In whiskey, the fingerprint of various flavor compounds is key to ascertaining if the spirit is ready for blending or bottling. Researchers at the University of Glasgow have found that these compounds react with gold salts to form distinctively colored nanoparticles, which could be used to indicate the whiskey’s maturity.
Though AI bias is very real, it’s a fixable problem. Researchers assert that building accountability into AI is not just about computational approaches but looking at the sociological and other parameters behind the ideas and processes that generated these technologies and systems.
Tech companies — including several global VPN providers — and privacy advocates are bristling at new cyber requirements they say could jeopardize the security of Indian citizens. The Indian Computer Emergency Response Team (CERT-In) requirements compel data centers, virtual private servers, cloud services and VPN providers to collect troves of personal information about their customers from the moment they start using their products.
When legality trumps ethics it is society’s loss. A court case in India, pitting the upstart pirate websites Sci-Hub and Libgen (Library Genesis) against the global giants of peer-reviewed publishing, could help decide a critical issue: whether scientific information should be available only for a fee, or available free to citizens who are already funding it with their tax money and to the rest of the world.
Spider silk proteins known as spidroins can form hydrogels at body temperature, according to a new study. The study’s authors think that the gels could be tailored for a variety of biomedical applications, such as tissue engineering and drug delivery.
Replicating the human brain in software and silicon is a longstanding goal of artificial intelligence (AI) research. And while neuromorphic chips have made significant inroads in being able to run multiple computations simultaneously, and can both compute and store data, they are nowhere close to emulating the energy efficiency of the brain.
Engineers at the Massachusetts Institute of Technology have demonstrated a fast, scalable, and cost-effective method to produce films that change color when stretched. Using a digital projector and commercially available light-sensitive polymers, they were able to create large sheets of the material, which could find use in fields such as medicine and robotics.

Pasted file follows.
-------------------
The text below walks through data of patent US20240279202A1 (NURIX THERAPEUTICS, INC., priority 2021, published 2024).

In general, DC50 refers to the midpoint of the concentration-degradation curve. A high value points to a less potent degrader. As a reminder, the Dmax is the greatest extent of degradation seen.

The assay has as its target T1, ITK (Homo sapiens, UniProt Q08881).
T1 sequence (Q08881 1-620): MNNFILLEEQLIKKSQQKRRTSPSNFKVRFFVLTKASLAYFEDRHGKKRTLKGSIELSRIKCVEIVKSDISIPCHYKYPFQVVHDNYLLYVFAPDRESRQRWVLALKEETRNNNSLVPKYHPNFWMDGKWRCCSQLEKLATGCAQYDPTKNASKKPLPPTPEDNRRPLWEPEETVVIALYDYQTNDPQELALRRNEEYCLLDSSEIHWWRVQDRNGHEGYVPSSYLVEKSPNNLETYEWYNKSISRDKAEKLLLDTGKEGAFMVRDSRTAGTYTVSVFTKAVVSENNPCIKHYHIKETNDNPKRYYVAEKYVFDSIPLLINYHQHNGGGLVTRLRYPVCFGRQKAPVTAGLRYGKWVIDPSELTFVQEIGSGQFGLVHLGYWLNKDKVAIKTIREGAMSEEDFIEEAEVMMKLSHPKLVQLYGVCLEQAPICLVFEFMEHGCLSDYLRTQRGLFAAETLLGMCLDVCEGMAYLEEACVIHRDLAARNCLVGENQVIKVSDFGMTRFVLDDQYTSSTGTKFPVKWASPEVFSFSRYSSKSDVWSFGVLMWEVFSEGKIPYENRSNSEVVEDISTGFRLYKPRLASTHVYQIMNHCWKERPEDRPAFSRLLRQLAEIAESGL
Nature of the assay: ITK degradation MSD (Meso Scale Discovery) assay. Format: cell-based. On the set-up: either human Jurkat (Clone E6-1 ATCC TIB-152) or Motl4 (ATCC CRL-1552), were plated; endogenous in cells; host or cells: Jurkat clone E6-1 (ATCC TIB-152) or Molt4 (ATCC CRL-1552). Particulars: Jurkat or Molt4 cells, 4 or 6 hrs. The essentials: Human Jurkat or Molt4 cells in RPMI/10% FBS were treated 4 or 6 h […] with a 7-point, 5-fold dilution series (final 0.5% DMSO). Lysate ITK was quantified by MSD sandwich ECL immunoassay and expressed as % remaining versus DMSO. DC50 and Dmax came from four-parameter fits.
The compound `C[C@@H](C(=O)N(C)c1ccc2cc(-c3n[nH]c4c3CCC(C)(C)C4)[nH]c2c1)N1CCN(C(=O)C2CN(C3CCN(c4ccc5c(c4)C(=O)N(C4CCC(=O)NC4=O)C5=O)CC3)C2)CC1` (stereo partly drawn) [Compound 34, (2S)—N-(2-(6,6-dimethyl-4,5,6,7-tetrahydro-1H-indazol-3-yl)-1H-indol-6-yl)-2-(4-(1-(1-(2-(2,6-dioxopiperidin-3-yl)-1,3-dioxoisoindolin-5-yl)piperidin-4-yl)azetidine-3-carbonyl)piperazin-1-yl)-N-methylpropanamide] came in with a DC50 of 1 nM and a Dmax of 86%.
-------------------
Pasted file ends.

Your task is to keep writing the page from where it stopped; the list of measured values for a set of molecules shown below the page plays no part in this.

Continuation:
As climate change edges from crisis to emergency, the aviation sector looks set to miss its 2050 goal of net-zero emissions. In the five years preceding the pandemic, the top four U.S. airlines—American, Delta, Southwest, and United—saw a 15 percent increase in the use of jet fuel. Despite continual improvements in engine efficiencies, that number is projected to keep rising. A glimmer of hope, however, comes from solar fuels.
Recent advances in soft robotics have opened up possibilities for the construction of smart fibers and textiles that have a variety of mechanical, therapeutic, and wearable possibilities. These fabrics, when programmed to expand or contract through thermal, electric, fluid or other stimuli, can produce motion, deformation, or force for different functions.
Passwords are passé; biometrics are in. Or they will be, if the likes of Apple, Google and Microsoft have their way. In May, the tech giants pledged support for a biometrics-based authentication system based on FIDO standards, allowing users to sign in to their devices and accounts without a password.
Numerous AI-based tools are available to assist writers these days—from analyzing, summarizing, optimizing, and transcribing, to actually churning out text. And some of these platforms do so with “mind-boggling fluency,” according to the New York Times. (Sometimes, they can also go spectacularly wrong, but that’s a different matter.) Getting useful and coherent content out of these tools is more complicated than just pressing a button. It’s all about prompt engineering, which is essentially the technical term for “how to get an AI to do what you want.”
Microrobotics engineers often turn to nature to inspire their builds. A group of researchers at Northwestern University have picked the peekytoe crab to build a remote-controlled microbot that is tiny enough to walk comfortably on the edge of a coin.
India is no stranger to high temperatures but they don't normally occur in March and April, when many people aren't used to dealing with extreme heat.